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Electrelane - Light and dark and something else...




There is a long pause before the male P.R's voice comes on again "Mia is ready for her interview now." Once more the phone is plunged into silence for a few more seconds, before another voice replaces the chirpy tones of the P.R., one with those of a more seductive female English accent.

  

"Hello?"

  

This voice belongs to Mia Clarke, one of the four musicians that make up the avant rock quintet known as Electrelane. Having recently finished up a wildly successful tour of the United States, which spanned from the Bible-Belt of Texas to the concrete Mecca of New York City, they are now about to unleash their unique take on electro-rock upon and pop Australia's Electrelane cherry in September. But Mia is keeping a charming modesty when asked about her expectations for this tour.

  

"Just that people come to the shows," she shyly admits, "that people like it and that it just goes well. We're really excited about coming over."

  

Electrelane have come along way since their first full length album Rock It To The Moon (released back 2001) an album rich in mild mannered rock instrumentalism. The band then took a three year breather before the release The Power Out in 2004, the album which saw member Verity embrace the microphone and add another layer to an already intricate tapestry of sound. Now with their latest inspiring LP Axes (released in May of this year) the girls, it seems, have once more reverted back to their instrumental roots.

  

"I think we all feel and have always felt that you can definitely create emotions just as strongly just music without having lyrics, perhaps even stronger. Because by doing that, everyone can have there own idea what feeling a song has. You can colour it with lots of different feelings. I think that lyrics can actually be a little bit too restrictive."

  

"I think we'll always primarily consider ourselves an instrumental band," Clarke says.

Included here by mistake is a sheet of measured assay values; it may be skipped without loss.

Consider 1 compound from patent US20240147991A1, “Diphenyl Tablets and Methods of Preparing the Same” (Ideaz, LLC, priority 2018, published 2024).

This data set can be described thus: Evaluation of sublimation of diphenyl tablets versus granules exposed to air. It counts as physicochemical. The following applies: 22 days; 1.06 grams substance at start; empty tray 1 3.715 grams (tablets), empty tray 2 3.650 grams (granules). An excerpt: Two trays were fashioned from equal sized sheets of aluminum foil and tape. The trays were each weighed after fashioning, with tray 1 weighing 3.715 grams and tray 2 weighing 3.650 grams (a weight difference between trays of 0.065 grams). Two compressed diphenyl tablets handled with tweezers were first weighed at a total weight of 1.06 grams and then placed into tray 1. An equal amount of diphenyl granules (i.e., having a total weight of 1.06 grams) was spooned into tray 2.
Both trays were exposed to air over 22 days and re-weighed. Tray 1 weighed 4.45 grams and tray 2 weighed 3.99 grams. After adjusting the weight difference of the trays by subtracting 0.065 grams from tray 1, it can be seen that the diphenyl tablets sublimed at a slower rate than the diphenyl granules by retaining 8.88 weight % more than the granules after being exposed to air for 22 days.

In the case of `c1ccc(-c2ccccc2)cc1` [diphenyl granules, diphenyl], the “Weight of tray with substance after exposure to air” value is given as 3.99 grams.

With labelling aside, it is obvious these four young ladies have tapped into a frequency asymmetrical to modern rock. Their given ability to paraphrase a wealth of emotion into a series of driven instrumental tracks is undeniable . Axes has gone to great efforts to portray the artistic purity in Electrelanes sound. "We want our live sound to be on record. I don't think we did that with Rocket to the Moon because it was so dense. "The Power Out" sounds like four people playing in a room together is definitely not how we sound like live. A lot of people that came to our shows would say that we sound different live; more heavy live then on record. I think on the new record Axes is the closet we've come to putting our live sound on record."

  

Though it is obvious the group has developed confidence in their sound, some things never seem to change. Especially when it's concerned with performing in front of a live audience.

  

"Oh shit." She laughs nervously "I get really nervous before we play. So it's just a big bundle of nerves...generally that kind of evaporates when we start playing. Just before we go I'm wondering whether my pedals have full batteries or not."

  

In spite of the surge of interest Electrelane generates, Electrelane seems ready to remain humble and stay just underneath the mainstream radar. With more touring on the cards and an album release hot on their heels, Electrelane has a long road to travel, but it's a road they look forward to seeing out their way.

  

"I don't think we are ever going to be the band of the moment or anything like that. This is fine by me because they never seem to have any longevity when you're hyped."

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